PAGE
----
The First Digital World War

Book - 2011
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Journalist Mark Bowden delivers a look at the ongoing and largely unreported war taking place literally beneath our fingertips. When the Conficker computer worm was unleashed on the world in November 2008, cybersecurity experts did not know what to make of it. Was it a platform for criminal profit, or a weapon? The worm, exploiting security flaws in Microsoft Windows, grew at an astonishing rate, infecting millions of computers around the world within weeks. Once the worm infiltrated one system it was able to link that system with others to form a single network under illicit outside control, a situation known as a "botnet, " soon capable of overpowering any of the vital computer networks that today control banking, telephone service, energy flow, air traffic, health-care information, even the Internet itself. This book reports on the battle between those determined to exploit the Internet and those committed to protect it.--From publisher description.
Publisher: New York : Atlantic Monthly Press, c2011.
Edition: 1st ed.
ISBN: 9780802119834
Branch Call Number: 005.84 B
Characteristics: x, 245 p. ; 24 cm.


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Feb 23, 2013

The comments below by johnsankey really nails it! I would add that Bowden writes in a "good-guy-vs.-bad-guy" manner,without really ever understanding what he's writing about; the official flag bearer for the status quo and Wall Street. His books always read the same. The ultimate question is: who funded this botnet, who was essentially behind it? Bowden is always a complete letdown. Bowden also doesn't includ the full backgrounders on the subjects he mentions (SRI and their Scientologists, for instance?!?!), and his mischaracterizations of Paul Vixie --- greatly exaggerating his background regarding internet protocols, is really outrageous! The one really interesting item in the entire book (and no, neither the Pentagon nor Richard M. Nixon, contrary to Bowden's inferences, were behind the Internet, it was President Kennedy's administration (see JCR Licklider, et al.)) was the idiot at the Pentagon who picked up a USB drive in the parking lot and compromised their system.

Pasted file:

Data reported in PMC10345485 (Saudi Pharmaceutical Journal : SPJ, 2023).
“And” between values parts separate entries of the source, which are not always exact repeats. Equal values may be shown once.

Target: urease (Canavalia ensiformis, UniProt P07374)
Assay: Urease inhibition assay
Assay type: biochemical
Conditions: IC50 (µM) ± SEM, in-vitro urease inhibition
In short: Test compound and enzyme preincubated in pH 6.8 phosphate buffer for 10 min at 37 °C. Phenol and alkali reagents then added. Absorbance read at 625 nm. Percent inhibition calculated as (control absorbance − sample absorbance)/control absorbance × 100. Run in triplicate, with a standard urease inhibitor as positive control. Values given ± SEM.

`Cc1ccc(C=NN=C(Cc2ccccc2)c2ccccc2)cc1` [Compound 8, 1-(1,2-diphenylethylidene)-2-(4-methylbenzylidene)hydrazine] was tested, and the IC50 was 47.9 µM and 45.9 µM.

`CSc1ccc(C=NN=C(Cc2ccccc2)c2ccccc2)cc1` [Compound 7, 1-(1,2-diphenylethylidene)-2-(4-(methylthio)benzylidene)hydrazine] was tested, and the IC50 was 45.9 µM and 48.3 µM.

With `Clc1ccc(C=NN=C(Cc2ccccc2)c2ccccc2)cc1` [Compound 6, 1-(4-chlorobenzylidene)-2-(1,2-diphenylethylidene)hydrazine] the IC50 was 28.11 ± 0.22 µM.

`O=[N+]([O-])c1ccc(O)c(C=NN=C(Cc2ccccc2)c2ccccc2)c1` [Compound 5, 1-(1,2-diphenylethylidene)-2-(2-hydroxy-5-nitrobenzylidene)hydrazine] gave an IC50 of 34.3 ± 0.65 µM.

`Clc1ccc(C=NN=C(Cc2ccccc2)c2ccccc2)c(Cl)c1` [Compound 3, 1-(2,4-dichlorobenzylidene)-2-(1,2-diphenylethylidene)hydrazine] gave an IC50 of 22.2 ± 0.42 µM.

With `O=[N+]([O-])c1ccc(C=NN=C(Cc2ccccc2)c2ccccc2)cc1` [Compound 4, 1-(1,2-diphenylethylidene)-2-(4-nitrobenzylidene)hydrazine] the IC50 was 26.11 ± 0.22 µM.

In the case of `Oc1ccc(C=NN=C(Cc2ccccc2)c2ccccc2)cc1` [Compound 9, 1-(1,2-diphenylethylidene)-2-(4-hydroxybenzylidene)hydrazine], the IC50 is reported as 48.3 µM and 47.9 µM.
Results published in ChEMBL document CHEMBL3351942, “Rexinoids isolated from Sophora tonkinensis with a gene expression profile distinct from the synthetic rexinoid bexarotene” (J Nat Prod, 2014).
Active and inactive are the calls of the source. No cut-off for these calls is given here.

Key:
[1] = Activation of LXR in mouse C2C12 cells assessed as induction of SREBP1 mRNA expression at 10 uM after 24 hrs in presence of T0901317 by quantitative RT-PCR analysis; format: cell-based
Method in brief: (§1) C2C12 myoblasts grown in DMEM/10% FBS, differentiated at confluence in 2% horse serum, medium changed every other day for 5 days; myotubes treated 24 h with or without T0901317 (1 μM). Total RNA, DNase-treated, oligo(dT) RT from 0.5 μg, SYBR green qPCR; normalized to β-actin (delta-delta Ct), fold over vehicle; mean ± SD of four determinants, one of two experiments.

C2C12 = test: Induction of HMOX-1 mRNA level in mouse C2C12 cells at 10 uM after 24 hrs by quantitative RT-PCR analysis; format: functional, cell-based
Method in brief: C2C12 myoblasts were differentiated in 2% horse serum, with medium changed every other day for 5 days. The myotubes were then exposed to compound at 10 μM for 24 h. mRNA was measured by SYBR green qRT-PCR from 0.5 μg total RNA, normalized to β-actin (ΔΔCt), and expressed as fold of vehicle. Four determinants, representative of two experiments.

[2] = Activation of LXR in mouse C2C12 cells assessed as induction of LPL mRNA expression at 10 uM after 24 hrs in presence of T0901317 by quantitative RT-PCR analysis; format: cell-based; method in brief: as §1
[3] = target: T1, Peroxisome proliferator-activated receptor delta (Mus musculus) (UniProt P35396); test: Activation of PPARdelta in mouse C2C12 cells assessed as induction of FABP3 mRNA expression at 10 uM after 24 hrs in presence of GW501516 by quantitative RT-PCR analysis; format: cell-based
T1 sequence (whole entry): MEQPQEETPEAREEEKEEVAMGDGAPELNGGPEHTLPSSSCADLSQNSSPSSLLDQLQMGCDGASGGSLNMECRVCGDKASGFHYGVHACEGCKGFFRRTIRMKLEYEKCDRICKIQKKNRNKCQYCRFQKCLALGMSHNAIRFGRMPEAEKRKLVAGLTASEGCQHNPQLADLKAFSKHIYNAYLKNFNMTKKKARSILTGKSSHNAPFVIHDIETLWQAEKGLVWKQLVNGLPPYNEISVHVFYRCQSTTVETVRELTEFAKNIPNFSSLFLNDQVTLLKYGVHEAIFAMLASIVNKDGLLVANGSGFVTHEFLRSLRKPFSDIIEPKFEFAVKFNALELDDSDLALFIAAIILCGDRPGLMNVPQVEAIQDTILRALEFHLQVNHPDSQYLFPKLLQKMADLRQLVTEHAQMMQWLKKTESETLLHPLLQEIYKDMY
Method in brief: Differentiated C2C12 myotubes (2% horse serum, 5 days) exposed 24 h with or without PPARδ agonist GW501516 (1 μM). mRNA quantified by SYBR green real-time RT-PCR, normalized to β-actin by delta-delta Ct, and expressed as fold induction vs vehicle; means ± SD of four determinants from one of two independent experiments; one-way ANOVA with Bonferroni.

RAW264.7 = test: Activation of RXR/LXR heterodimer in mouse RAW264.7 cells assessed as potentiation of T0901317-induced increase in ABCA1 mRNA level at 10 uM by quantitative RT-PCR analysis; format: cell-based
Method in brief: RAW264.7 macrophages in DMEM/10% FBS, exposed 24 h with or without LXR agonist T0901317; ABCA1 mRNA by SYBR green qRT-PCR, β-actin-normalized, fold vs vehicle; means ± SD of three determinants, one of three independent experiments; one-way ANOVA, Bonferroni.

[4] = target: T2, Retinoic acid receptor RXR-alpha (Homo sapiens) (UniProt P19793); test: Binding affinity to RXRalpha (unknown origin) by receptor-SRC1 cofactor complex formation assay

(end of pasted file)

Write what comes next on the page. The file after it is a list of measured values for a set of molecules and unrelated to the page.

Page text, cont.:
Mar 13, 2012

I heard about this from an interview with the author on CBC radio and it sounded interesting. I was expecting a more technical book however and in the end simply didn't bother to finish it.

Nov 25, 2011

Sensationally subtitled "the first digital world war", this book is in fact about one Internet bot only. Bowden is far too close to his subject. Most of the book consists of copies of lengthy infantile hacker rants, where self-selected self-glorified people say what they think without thinking.

If you are expert in the technology of the Internet (as I am), the portion of the book that presents details of the Conficker worm and its predecessors will be of interest. Otherwise, the book is a waste of time to read. Particularly pathetic is the effort of the counter-worm hackers (the "Cabal") to bask in the cachet that comes from the attention of the US government with their claim that the world as we know it was about to end tomorrow. (It didn't, and it won't.) I wouldn't listen to blinkered nerds like them either, particularly given how obvious it is that the worm was an inside job by one of them.

Oct 24, 2011

I found this book an interesting documentary of the battle against computer viruses and 'malware'.

The author did a great job of combining technical details with a detective story that should appeal to technical weenies and non-nerds too.

honeylove810 Sep 30, 2011

I have my own copy that i won as part of a online giveaway :)


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